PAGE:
Neptune Energy’s UK boss said on Tuesday that talk of the North Sea oil and gas industry being wiped out by a collapse in crude prices is premature.
Alexandra Thomas, appointed UK managing director at Neptune earlier this month, said the sector had endured previous low price cycles and prevailed.
Ms Thomas added: “I do not think there is a need to be alarmed at this stage about the future of the North Sea.
“There are bound to be ups and downs in the oil price. This is a global market we’re playing in.
“There will be some winners and losers, but there are no conclusions to draw at this stage.”
She also insisted Neptune’s UK division would survive the oil price drop and had “exciting projects” on the horizon.
Ms Thomas, who joined from Tullow Oil, acknowledged lockdowns sparked by the Covid-19 outbreak would likely lead to delays for projects industry-wide.
But Neptune remains committed to delivering first oil from the 50 million-barrel Seagull field, being developed as a tieback to BP’s Etap platform and scheduled to start production in the second half of 2021, she said.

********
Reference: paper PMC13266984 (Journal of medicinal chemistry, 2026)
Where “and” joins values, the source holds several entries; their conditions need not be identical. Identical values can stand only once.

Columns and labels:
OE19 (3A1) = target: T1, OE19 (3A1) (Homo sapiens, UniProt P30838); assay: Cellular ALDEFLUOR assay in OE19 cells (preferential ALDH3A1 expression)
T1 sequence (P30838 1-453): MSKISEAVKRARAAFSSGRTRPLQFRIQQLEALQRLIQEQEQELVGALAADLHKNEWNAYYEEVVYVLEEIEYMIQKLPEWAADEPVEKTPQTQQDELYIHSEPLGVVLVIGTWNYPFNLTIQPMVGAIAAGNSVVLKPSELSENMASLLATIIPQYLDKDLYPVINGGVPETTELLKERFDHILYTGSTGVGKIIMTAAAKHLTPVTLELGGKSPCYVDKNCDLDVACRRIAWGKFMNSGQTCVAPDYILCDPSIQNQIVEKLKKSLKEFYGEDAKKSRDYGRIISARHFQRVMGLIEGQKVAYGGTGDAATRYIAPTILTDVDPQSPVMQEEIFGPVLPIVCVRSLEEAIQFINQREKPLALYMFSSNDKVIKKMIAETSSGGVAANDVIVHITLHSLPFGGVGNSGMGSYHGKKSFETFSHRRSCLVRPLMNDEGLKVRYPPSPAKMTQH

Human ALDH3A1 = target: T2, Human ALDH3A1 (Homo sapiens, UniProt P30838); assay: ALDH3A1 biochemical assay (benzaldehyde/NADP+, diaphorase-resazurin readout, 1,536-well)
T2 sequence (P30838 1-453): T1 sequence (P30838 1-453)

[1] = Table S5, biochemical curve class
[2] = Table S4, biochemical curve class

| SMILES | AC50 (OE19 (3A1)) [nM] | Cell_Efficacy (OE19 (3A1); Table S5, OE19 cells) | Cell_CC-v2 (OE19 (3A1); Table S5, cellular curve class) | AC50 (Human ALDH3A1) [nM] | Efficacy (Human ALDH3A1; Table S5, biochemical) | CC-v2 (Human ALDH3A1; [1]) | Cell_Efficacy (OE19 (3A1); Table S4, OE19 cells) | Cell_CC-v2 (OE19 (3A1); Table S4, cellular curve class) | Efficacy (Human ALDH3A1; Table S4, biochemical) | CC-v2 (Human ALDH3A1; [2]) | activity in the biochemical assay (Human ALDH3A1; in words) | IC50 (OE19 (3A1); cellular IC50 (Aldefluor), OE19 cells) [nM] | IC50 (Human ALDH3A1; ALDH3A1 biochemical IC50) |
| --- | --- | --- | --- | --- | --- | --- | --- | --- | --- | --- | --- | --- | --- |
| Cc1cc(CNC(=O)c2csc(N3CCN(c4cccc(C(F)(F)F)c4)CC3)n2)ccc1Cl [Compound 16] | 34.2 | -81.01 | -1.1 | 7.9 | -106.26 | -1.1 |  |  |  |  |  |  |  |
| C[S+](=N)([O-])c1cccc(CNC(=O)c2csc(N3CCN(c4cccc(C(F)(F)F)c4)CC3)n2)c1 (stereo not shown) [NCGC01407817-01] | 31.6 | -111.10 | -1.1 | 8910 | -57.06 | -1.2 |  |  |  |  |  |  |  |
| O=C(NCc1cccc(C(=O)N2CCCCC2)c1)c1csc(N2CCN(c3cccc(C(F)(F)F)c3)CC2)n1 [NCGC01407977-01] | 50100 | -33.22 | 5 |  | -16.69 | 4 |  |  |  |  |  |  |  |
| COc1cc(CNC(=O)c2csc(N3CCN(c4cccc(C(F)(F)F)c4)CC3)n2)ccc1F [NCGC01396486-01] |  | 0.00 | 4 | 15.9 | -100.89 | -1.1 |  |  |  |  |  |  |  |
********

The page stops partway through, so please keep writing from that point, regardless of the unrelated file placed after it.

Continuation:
Neptune has no plans to make employees redundant in response to the oil price rout, she added.
However, the company, which operates the Cygnus field in the southern North Sea, will “look carefully” at its activities to make sure staffing levels are “appropriate”, she said.
Ms Thomas also said there was “no reason to believe” Neptune’s acquisition of the UK and Norwegian portfolios of Edison Exploration and Production (E&P) will not be completed this year.
The deal, which will give Neptune a 25% stake in Chinese firm Cnooc’s 250m-barrel Glengorm discovery, hinges on Energean finalising its acquisition of Edison E&P, which is taking longer than expected.
Ms Thomas was speaking after private equity-backed Neptune published results for 2019 showing a 25% drop in pre-tax profits to £550 million, while revenue fell by 13% to £1.79 billion.
The figures were hit by lower oil and gas prices, as well as a decline in production to 143,900 barrels of oil equivalent per day last year, from 161,800 in 2018, when it completed the £4bn acquisition of Engie’s exploration and production business.
Neptune has identified £240m to £325m-worth of reductions across its operating costs, capital expenditure and overheads, while increasing its reserve-based lending facility to £2.2bn.
Executive chairman Sam Laidlaw said Neptune had reacted to the crude price slump and Covid-19 outbreak with “speed and decisiveness”.